The letter documents a different incident that took place involving El-Bomani during the same meeting, in which she referred to the council's "police dogs."
El-Bomani came up to the podium to speak after Parker, so Bomani began to reference the officers who were standing behind her.
"It's government terrorism," El-Bomani said, referring to the officers standing behind Parker. "Aint nobody scared of y'all. Cuz you ain't nothing without [them] anyway."
"We're not afraid of you," Crump interjected.
"I'm not talking to you, first of all. I'm talking to your police dogs,” El-Bomani responded. “I'm talking to your police dogs. Without a gun, they ain’t nothing. Anybody know it. Everybody know. And you -- without them -- ain't nothing either."
El-Bomani began to raise concerns about the parking authority deal and then again brought up the issue with the officers. She referred to the council’s “police dogs” once more.
“They ain't nothing without the gun with the bullets, okay? So get your governmental police repression, terrorist cops off of us 'cause they went from beating people down with the consent decree, to terrorizing people in these meetings. And y'all sic-ing them on us. We have a right to address this government."
Once her allotted time to speak was up, Councilman At-large Luis Quintana lashed out.
"I will not sit here and allow someone to call police officers dogs,” he shouted. “I have a son [who is a police officer] and he's not a dog. I have a female daughter cop and she's not a dog! No. I will not accept it.”
El-Bomani later addressed the council on a different issue. She again referred to officers as "police dogs." This time, Crump wasn’t having it.
"Did she say dogs again? Officer. Mister clerk," Crump said. She then asked the city clerk to write a letter to Bomani explaining that she would be barred from the council meetings for one year because she referred to police as animals.
An officer can then be heard on a voice recording taken by TAPinto Newark talking to El-Bomani. She says, "I'm not going anywhere" and "I'm not leaving the council meeting."
"You're out of here," Crump says."We're not going to have this."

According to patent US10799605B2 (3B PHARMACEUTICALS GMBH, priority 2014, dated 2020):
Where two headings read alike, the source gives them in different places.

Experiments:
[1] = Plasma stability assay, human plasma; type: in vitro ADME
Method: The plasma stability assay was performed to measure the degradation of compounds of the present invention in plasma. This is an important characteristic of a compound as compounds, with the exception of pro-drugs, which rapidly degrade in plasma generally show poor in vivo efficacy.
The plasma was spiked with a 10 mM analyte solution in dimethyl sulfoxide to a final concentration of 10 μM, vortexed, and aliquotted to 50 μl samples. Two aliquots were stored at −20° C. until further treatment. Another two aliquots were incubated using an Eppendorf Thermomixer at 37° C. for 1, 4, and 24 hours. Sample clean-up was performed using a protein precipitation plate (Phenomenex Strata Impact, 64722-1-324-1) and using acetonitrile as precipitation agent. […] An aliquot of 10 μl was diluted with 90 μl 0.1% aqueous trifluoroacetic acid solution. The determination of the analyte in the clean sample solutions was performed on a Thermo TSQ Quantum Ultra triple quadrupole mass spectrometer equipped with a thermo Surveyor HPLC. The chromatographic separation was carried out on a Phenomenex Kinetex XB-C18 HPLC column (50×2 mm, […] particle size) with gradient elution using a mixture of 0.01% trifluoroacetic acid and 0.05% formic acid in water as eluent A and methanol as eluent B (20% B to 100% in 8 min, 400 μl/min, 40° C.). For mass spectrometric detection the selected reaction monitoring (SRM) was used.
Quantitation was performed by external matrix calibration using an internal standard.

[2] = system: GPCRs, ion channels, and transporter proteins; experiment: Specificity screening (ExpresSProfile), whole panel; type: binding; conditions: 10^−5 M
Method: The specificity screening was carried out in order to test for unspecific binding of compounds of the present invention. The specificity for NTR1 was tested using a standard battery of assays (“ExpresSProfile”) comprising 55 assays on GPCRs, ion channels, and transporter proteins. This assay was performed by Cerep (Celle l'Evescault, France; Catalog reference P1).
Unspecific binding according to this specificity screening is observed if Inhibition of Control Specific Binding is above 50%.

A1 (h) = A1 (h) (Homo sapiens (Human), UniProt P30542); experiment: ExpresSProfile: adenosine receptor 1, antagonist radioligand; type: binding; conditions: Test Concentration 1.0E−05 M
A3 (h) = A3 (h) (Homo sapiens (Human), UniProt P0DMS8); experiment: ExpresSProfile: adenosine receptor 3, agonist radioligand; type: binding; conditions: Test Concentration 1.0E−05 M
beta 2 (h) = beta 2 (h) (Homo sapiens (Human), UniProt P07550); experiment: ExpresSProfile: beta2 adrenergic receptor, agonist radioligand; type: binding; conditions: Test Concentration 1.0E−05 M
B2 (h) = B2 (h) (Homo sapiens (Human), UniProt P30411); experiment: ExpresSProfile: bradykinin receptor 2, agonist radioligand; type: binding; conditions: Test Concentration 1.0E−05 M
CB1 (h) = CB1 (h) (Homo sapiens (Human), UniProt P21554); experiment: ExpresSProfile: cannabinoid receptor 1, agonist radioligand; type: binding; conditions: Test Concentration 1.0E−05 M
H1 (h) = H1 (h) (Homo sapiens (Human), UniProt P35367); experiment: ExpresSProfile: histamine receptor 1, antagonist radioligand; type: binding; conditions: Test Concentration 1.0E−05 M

El-Bomani was escorted out of the meeting, but returned later on.
TAPinto Newark observed Newark City Clerk Kenneth Louis handing a letter to El-Bomani at the following March 12 council meeting. It refers to an incident that happened at a March 5 pre-meeting and accused El-Bomani of acting in an “extremely disorderly and disruptive manner.”
The letter admonished El-Bomani’s actions and said similar behavior in the future would result in her being banned from council meetings. The council would make a determination for how long she should be barred, the letter said.
Shalom, the ACLU attorney, said El-Bomani's choice of words should be protected by the First Amendment.
“It is clear that the speaker would not have been stopped from praising police officers nor would she have been shut down for referring to other categories of people, such as drug dealers, as 'dogs,'" the letter reads. "That is exactly the sort of viewpoint discrimination the Constitution forbids."
OFFICERS FOLLOW ORDERS
Parker, Shockley and El-Bomani took their complaints to the Newark Police Division’s federal monitor, Peter Harvey, during a March 19 community meeting about a consent decree. Harvey was tasked with reviewing the police division following a 2014 federal report that found a pattern of unconstitutional stops, searches and arrests.
Former Councilwoman Gayle Chaneyfield-Jenkins also jumped in at the consent decree meeting. She asked Harvey why officers were allowed to "intimidate" and "frighten" residents at council meetings.
"Why is the Newark Police Department engaging in allowing the para-military organization to intimidate and frighten the residents?" she asked.
Capt. Brian O'Hara said the consent decree was mostly in response to incidents on the street, and the incidents at the council meetings were separate issues. He was unsure if there was any police misconduct involved at the council meetings because it was the first time he had heard of the incident.
“The City of Newark has ordinances that they have passed relative to this and then in addition, there's state law," O'Hara said. "When the presiding officer of a public meeting decides that someone is either disruptive...then that person is deemed a defiant trespasser. So then if the police are ordered under the ordinance and the state law, it's their job just to maintain the peace."
Harvey, the monitor, said the issue may have less to do with the Newark police, and more to do with the governing body and its policies.
"Someone may have to pursue an answer from a judge with respect to what are the parameters of their First Amendment rights in a city council meeting to speak," Harvey told residents.